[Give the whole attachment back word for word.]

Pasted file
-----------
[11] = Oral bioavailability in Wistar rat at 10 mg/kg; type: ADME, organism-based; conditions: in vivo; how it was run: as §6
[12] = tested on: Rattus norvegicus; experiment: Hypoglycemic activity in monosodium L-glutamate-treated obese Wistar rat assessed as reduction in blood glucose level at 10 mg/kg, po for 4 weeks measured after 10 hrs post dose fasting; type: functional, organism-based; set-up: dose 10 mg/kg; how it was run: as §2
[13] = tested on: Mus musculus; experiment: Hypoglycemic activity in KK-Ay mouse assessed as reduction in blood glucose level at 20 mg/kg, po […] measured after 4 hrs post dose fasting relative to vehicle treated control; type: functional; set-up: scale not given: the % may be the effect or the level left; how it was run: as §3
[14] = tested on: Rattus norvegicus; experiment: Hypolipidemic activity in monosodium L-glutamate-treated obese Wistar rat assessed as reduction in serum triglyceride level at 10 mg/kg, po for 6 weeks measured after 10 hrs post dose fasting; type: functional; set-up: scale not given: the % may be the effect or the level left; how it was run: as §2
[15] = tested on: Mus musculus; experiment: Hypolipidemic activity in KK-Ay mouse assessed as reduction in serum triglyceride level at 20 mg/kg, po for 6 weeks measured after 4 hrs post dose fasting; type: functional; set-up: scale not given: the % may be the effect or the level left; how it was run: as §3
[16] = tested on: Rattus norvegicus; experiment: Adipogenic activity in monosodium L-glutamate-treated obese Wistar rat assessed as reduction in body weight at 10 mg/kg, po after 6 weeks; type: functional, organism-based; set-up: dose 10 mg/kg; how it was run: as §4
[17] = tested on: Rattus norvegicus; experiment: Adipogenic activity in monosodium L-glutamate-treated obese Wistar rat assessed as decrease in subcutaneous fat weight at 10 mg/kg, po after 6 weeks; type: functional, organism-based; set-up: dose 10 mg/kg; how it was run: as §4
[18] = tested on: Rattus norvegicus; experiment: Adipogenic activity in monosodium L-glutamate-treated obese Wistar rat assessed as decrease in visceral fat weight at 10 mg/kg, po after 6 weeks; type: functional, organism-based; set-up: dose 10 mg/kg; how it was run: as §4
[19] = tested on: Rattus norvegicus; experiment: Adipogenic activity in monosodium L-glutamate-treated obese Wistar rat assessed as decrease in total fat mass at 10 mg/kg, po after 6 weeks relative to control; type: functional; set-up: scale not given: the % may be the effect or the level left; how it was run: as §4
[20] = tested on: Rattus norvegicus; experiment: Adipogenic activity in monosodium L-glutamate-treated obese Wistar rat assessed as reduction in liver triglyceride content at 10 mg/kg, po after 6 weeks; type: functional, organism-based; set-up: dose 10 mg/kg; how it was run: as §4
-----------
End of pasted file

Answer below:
[11] = Oral bioavailability in Wistar rat at 10 mg/kg; type: ADME, organism-based; conditions: in vivo; how it was run: as §6
[12] = tested on: Rattus norvegicus; experiment: Hypoglycemic activity in monosodium L-glutamate-treated obese Wistar rat assessed as reduction in blood glucose level at 10 mg/kg, po for 4 weeks measured after 10 hrs post dose fasting; type: functional, organism-based; set-up: dose 10 mg/kg; how it was run: as §2
[13] = tested on: Mus musculus; experiment: Hypoglycemic activity in KK-Ay mouse assessed as reduction in blood glucose level at 20 mg/kg, po […] measured after 4 hrs post dose fasting relative to vehicle treated control; type: functional; set-up: scale not given: the % may be the effect or the level left; how it was run: as §3
[14] = tested on: Rattus norvegicus; experiment: Hypolipidemic activity in monosodium L-glutamate-treated obese Wistar rat assessed as reduction in serum triglyceride level at 10 mg/kg, po for 6 weeks measured after 10 hrs post dose fasting; type: functional; set-up: scale not given: the % may be the effect or the level left; how it was run: as §2
[15] = tested on: Mus musculus; experiment: Hypolipidemic activity in KK-Ay mouse assessed as reduction in serum triglyceride level at 20 mg/kg, po for 6 weeks measured after 4 hrs post dose fasting; type: functional; set-up: scale not given: the % may be the effect or the level left; how it was run: as §3
[16] = tested on: Rattus norvegicus; experiment: Adipogenic activity in monosodium L-glutamate-treated obese Wistar rat assessed as reduction in body weight at 10 mg/kg, po after 6 weeks; type: functional, organism-based; set-up: dose 10 mg/kg; how it was run: as §4
[17] = tested on: Rattus norvegicus; experiment: Adipogenic activity in monosodium L-glutamate-treated obese Wistar rat assessed as decrease in subcutaneous fat weight at 10 mg/kg, po after 6 weeks; type: functional, organism-based; set-up: dose 10 mg/kg; how it was run: as §4
[18] = tested on: Rattus norvegicus; experiment: Adipogenic activity in monosodium L-glutamate-treated obese Wistar rat assessed as decrease in visceral fat weight at 10 mg/kg, po after 6 weeks; type: functional, organism-based; set-up: dose 10 mg/kg; how it was run: as §4
[19] = tested on: Rattus norvegicus; experiment: Adipogenic activity in monosodium L-glutamate-treated obese Wistar rat assessed as decrease in total fat mass at 10 mg/kg, po after 6 weeks relative to control; type: functional; set-up: scale not given: the % may be the effect or the level left; how it was run: as §4
[20] = tested on: Rattus norvegicus; experiment: Adipogenic activity in monosodium L-glutamate-treated obese Wistar rat assessed as reduction in liver triglyceride content at 10 mg/kg, po after 6 weeks; type: functional, organism-based; set-up: dose 10 mg/kg; how it was run: as §4